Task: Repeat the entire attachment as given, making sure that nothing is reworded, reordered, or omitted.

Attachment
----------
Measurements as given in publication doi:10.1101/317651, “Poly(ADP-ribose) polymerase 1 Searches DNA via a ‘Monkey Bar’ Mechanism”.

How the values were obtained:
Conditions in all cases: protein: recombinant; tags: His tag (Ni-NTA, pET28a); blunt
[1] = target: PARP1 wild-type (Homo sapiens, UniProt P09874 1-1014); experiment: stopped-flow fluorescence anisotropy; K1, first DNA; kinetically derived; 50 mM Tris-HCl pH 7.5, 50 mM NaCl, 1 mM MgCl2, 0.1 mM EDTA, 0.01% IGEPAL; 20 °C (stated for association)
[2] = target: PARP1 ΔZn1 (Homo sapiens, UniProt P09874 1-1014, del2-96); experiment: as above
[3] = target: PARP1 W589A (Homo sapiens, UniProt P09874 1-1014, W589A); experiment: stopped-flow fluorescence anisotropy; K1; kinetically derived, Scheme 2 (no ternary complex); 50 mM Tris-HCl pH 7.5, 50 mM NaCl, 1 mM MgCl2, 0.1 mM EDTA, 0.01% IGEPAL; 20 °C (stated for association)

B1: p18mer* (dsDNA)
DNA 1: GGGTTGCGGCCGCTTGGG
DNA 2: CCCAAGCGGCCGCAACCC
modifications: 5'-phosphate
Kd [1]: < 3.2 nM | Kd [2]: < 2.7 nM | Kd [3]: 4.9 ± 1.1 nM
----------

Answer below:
Measurements as given in publication doi:10.1101/317651, “Poly(ADP-ribose) polymerase 1 Searches DNA via a ‘Monkey Bar’ Mechanism”.

How the values were obtained:
Conditions in all cases: protein: recombinant; tags: His tag (Ni-NTA, pET28a); blunt
[1] = target: PARP1 wild-type (Homo sapiens, UniProt P09874 1-1014); experiment: stopped-flow fluorescence anisotropy; K1, first DNA; kinetically derived; 50 mM Tris-HCl pH 7.5, 50 mM NaCl, 1 mM MgCl2, 0.1 mM EDTA, 0.01% IGEPAL; 20 °C (stated for association)
[2] = target: PARP1 ΔZn1 (Homo sapiens, UniProt P09874 1-1014, del2-96); experiment: as above
[3] = target: PARP1 W589A (Homo sapiens, UniProt P09874 1-1014, W589A); experiment: stopped-flow fluorescence anisotropy; K1; kinetically derived, Scheme 2 (no ternary complex); 50 mM Tris-HCl pH 7.5, 50 mM NaCl, 1 mM MgCl2, 0.1 mM EDTA, 0.01% IGEPAL; 20 °C (stated for association)

B1: p18mer* (dsDNA)
DNA 1: GGGTTGCGGCCGCTTGGG
DNA 2: CCCAAGCGGCCGCAACCC
modifications: 5'-phosphate
Kd [1]: < 3.2 nM | Kd [2]: < 2.7 nM | Kd [3]: 4.9 ± 1.1 nM